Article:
A Doom Loop?

I don’t comment in writing on American politics. It’s not my business, it’s not under my control (or influence even), and fussing about it does nothing to make my life better.

Today, though, I’m posting a link to an article about American politics because I think it offers an interesting perspective for Canadian politics even though we don’t have the two-party system that Drutman would like to see changed in the USA.

My take-aways for Canada?

First, if we invest more power in provincial and local governments (as opposed to federal), we can simultaneously achieve three things:

  • Lowering the scope of any given decision, thereby lowering the value of lobbying and the potential for corruption
  • Responding better to regional differences
  • Increasing our own leverage over our elected representatives

Second, we can limit intense take-no-prisoners partisanship if we do these things:

  • Refuse to demonize people with whom we disagree (even strongly)
  • Accept intra-party differences of opinion rather than suppressing them in the name of party discipline
  • Expect the same or better from our representatives

To give you an idea of the article, here’s an excerpt:

Take what happened in the presidential debate last week. President Trump and former Vice President Joe Biden did little to conceal their disdain of one another. And although the debate marked a low point in our national discourse, it was a crystallization of a long-developing trend: loathing the opposing party. . . .

So how did we get to this point?

Broadly speaking, there are three trends that we can point to. The first is the steady nationalization of American politics. The second is the sorting of Democrats and Republicans along urban/rural and culturally liberal/culturally conservative lines, and the third is the increasingly narrow margins in national elections.

The combination of these three trends has turned Washington, D.C., into a high-stakes battle where cross-party compromise is difficult, and both sides are increasingly holding out for complete control.

How Hatred Came to Dominate American Politics

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8 Responses to A Doom Loop?

  1. Wade says:

    Funny, I was just thinking about this the other day. Although Bill Clinton and Newt Gingrich were famously at odds publicly, they worked together to get things done. I’m fairly certain it had its start there but then very much accelerated in the next administration with the Democratic naked loathing of W, which continued unabated through both terms. Obama did nothing to bring sides together (he talked a good game but that was it and the other side wrote him off early as a lightweight). Which brings us to 2016 and the hereafter.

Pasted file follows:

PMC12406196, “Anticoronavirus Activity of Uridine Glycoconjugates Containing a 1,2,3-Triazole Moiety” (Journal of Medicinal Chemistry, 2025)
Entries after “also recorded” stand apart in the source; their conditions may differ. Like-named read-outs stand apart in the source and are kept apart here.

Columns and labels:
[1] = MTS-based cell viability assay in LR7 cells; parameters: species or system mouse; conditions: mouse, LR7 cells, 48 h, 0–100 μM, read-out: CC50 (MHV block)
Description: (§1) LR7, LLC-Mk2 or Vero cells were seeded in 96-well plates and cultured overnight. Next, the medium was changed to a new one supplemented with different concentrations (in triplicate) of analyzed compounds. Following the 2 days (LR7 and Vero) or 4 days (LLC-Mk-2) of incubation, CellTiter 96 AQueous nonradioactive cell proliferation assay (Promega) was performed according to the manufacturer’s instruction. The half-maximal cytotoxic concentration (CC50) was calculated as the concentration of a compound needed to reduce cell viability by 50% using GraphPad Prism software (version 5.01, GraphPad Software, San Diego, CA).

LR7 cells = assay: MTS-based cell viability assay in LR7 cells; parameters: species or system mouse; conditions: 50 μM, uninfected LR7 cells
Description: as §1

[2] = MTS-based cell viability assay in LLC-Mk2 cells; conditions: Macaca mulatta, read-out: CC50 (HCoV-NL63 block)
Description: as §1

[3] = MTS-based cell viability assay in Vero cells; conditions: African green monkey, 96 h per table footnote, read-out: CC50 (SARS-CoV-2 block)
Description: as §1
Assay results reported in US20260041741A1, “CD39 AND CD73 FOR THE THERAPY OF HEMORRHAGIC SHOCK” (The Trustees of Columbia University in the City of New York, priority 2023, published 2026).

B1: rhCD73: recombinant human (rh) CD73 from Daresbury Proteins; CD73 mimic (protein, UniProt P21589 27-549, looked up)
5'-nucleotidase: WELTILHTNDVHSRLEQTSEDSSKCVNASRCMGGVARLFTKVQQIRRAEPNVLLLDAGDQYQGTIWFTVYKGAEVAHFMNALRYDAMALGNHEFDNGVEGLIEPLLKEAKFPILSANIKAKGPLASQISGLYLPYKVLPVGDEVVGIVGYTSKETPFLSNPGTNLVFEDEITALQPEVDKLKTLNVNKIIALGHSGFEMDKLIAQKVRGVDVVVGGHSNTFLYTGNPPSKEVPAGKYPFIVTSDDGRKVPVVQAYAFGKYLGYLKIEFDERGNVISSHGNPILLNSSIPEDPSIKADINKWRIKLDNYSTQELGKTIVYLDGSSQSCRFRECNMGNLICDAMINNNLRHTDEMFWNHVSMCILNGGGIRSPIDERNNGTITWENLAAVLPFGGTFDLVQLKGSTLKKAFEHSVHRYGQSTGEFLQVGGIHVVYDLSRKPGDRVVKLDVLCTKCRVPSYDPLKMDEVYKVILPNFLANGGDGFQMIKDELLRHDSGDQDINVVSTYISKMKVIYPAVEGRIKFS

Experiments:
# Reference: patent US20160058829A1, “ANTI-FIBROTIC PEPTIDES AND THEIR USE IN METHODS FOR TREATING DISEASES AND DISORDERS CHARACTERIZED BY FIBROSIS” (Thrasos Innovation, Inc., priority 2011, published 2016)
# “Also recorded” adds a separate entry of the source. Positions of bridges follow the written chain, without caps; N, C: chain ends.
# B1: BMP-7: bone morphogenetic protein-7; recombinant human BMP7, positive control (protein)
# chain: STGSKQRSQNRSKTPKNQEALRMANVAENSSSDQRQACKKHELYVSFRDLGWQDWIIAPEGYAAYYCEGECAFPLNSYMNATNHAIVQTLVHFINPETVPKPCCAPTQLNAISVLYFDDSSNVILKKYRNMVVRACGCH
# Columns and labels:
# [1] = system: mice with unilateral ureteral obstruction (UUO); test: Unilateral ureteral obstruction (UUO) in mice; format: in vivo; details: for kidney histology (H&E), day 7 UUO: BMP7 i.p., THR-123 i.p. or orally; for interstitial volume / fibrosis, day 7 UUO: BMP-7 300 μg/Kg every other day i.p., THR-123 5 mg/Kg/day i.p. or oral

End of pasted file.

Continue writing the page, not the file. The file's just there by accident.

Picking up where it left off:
2. Tom Watson says:

    Politics is always a matter of selecting between, or among, imperfect candidates. Thinking about Obama reminds me that as soon as he was elected Mitch McConnell said that their job was to make him a one-term president, so to what extent he attempted to bring sides together is debatable, but Trump has more interest in keeping sides apart than he does in bringing anything together.
    Tom

    • Isabel Gibson says:

      Tom – Fault on both sides, I’d say. The question for Canadians is how to improve our own environment, which can get pretty heated.

  3. A statistic floats up from memory: the 50 richest individuals in the US own more than the 194 million poorest people in a population of 331 million. The political parties appear to have divided along a line that distinguishes those who care more about maintaining the 50 than about improving the lot of the 194 million. What happens in the coming US election is going to have a tremendous influence on our Canadian lives — like the pandemic that knows no borders.

    • Isabel Gibson says:

      Laurna – I think that statistic is close, at least. I don’t agree with your characterization of the two parties, but we agree that self-government is hard, ongoing work, for sure.

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